Last night a wide range of friends and supporters of Children England gathered to toast our 75th birthday as a charity, and to embark on the ambitious journey we’ve set ourselves in our 76th year. It was a great evening, shot through with a shared sense of urgent purpose, and how much we have yet to do if we are to stick to our charitable mission and keep children at heart in our society.

We believe it’s time to review the Welfare State as Beveridge and Attlee first crafted it in the 1940s, gathering together everything we’ve learnt since: from Abraham Maslow’s heirarchy of needs; the advance of human rights (both 1953); children’s rights as citizens in their own right (1989); to a wealth of critical analysis of the impacts of major policy changes and reforms to the nation’s benefits, housing, health and education systems by successive governments (such as the internal market in the NHS, or the spread of conditionality in social welfare policy.)

If that task sounds really complicated, academic or perhaps too ambitious to you, believe me, I understand why! And if you think Children England already has clever answers that nobody else has, or we already have ‘innovations’ for reforming our welfare state from scratch, then I can assure you we don’t! We know there is a wealth of activity and expertise out there in the voluntary and public sectors, in academia and activism, and many are already engaged in exciting ‘rethinking’ projects. We want to learn from and synthesise all that wisdom.

The reason we’ve decided to do this inquiry is because we listen closely to everything we hear from our members about the realities facing children and families, and from all our wider sector colleagues - not just in children’s services and youth services but in the housing sector, in welfare and benefits advice, in the environmental movement and new economics, in the schools sector and the NHS. We hear the same themes and undercurrents coming through in all those different sectors – “it’s not just about the money, our systems are fundamentally broken and too often, despite all our best intentions and beliefs, they do more harm than good to the people who need them”.  We can’t, in good conscience, hear those messages time and time again and campaign only for more public investment for our particular sector silos in the belief that will solve it.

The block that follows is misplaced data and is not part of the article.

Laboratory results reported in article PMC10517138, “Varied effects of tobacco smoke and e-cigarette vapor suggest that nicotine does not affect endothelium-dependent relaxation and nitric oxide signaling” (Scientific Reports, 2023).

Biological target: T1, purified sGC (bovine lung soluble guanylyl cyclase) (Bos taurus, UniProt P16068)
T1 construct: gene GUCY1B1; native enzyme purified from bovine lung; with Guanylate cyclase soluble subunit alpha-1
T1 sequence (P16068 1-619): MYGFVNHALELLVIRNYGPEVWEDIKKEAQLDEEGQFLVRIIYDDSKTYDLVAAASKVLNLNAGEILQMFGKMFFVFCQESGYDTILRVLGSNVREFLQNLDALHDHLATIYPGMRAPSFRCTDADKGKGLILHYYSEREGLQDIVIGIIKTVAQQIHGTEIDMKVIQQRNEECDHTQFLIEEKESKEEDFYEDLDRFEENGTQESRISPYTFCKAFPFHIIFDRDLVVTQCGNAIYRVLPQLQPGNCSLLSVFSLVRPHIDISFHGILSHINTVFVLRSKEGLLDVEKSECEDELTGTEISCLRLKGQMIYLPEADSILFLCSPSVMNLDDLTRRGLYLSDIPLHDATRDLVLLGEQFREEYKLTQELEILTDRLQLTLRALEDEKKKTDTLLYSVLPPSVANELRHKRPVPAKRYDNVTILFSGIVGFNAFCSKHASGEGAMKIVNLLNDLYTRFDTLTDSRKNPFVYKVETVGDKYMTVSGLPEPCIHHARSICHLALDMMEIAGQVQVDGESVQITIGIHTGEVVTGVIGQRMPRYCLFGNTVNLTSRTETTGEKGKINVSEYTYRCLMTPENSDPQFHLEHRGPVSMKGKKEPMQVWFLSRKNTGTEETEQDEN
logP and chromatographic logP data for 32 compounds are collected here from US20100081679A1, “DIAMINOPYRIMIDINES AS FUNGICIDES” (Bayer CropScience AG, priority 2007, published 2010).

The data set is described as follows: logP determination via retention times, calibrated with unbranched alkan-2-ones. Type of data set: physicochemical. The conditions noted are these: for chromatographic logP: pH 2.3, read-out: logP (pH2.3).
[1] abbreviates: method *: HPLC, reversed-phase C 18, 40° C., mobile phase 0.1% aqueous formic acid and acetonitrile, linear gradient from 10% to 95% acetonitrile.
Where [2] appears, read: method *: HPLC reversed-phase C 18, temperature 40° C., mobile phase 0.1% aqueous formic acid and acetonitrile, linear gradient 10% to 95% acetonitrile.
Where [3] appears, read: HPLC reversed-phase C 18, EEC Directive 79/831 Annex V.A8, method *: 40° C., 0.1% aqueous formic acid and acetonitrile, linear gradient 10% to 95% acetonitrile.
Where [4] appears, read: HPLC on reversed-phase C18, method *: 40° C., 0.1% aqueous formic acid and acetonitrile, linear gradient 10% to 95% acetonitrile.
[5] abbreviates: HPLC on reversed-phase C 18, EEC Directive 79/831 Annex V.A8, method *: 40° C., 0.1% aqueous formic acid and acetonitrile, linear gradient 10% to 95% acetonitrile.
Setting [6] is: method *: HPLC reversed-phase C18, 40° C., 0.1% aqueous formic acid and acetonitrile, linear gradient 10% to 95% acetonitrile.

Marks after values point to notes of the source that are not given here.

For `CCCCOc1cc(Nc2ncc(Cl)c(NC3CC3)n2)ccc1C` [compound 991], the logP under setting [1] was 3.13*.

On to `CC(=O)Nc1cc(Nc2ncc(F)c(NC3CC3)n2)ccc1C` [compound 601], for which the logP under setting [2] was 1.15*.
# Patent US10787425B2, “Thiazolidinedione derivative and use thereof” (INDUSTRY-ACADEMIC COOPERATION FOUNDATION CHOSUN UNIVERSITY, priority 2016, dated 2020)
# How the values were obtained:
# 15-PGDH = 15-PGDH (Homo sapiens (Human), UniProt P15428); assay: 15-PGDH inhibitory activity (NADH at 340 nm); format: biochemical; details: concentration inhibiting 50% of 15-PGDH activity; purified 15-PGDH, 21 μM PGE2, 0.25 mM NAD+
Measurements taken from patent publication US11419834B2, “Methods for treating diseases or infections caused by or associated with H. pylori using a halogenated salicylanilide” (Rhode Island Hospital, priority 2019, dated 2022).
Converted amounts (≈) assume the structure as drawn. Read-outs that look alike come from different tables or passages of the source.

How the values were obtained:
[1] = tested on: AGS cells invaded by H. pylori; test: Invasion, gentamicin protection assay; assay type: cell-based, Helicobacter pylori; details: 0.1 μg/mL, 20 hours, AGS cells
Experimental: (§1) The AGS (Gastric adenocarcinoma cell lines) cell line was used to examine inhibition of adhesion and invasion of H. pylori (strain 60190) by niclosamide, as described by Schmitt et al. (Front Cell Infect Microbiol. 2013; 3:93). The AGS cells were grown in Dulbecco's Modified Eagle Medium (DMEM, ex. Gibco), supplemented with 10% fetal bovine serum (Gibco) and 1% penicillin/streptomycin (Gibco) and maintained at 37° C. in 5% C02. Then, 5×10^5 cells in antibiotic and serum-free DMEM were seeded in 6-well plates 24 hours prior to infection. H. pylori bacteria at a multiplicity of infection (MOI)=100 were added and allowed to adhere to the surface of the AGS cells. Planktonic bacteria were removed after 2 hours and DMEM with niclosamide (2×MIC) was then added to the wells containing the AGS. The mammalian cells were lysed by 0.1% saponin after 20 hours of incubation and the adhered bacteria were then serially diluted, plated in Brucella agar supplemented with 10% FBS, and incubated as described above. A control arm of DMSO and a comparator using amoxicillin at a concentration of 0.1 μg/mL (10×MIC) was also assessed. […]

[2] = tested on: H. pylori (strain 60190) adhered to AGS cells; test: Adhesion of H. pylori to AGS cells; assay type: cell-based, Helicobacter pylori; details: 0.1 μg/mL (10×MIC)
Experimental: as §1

Just as Maslow’s levels of human need are interdependent, so are all our different sectors and systems. We know that children’s social care reform cannot work without reducing child poverty – so we must also know that more money for the NHS cannot solve all its problems if the housing and social care systems continue to fail the people they treat. So let’s all join together, share experience and ideas with each other, and get ‘back to Maslow basics’ to work out what our public services and systems were meant to do, why they don’t, and how they could again!

We also know there are already many great examples of practices that offer inspiring glimpses of what it could mean to put all people’s needs for home, security, loving relationships, good health and self-determined purpose at heart.  For example, in the health service we see revolutionary potential in the Buurtzog example from the Netherlands, which offers people a single, reliable open-ended relationship with a well-qualified, caring, holistic community nurse - rather than being visited by and sent to an array of different specialists, none of whom see or get to know them as a whole person. We want to explore what we can learn from them, and how it could work for children and families in a redesigned system in Britain. Closer to home, what about the inspiring example of ‘Love Barrow Families’ – a team of public sector professionals who turned the very name and mission of the ‘Troubled Families Initiative’ on its head, so that rather than judging, controlling or pathologising the families they serve they proclaimed their commitment to show them love, to respect and nurture their home and family life, and to help families be safe and loving places for all family members.

Thanks to the groundswell of moral and financial support we’ve received so far from our fellow citizens and charities, today we are launching our open request for you to help us by sharing ideas, expertise and insights from your own lives, your families, friends and communities, and your experiences of receiving or delivering public and charitable services. You don’t have to write us an essay, or have answers that solve everything already! If you’ve got a concrete example of policy or practice that is delivering holistically on people's needs, or failing to do so, we want to hear from you – and from the children and young people you work with. We’ve got forms, questions and activity plans to help you do that!

We believe that if we can create the kind of caring state that offers the right conditions for every child to grow and develop, those very same systems, policies and conditions will benefit every member of society. Whatever our adult lives involve - whether we become parents, foster carers, adopters, or none of those things -  we are all united by the universality of starting out in life as a child. Childhood is our universal human condition and however long we each live, our childhoods will always remain the oldest part of who we are. As Maslow was keen to emphasise, there is no age or stage of life when we don’t all need home, safety and security, love and belonging, health and purpose in life. Living in a nurturing society that makes itself the best place for all children to live and grow will therefore nurture and respect all of our ‘inner children’, at every stage of our lives.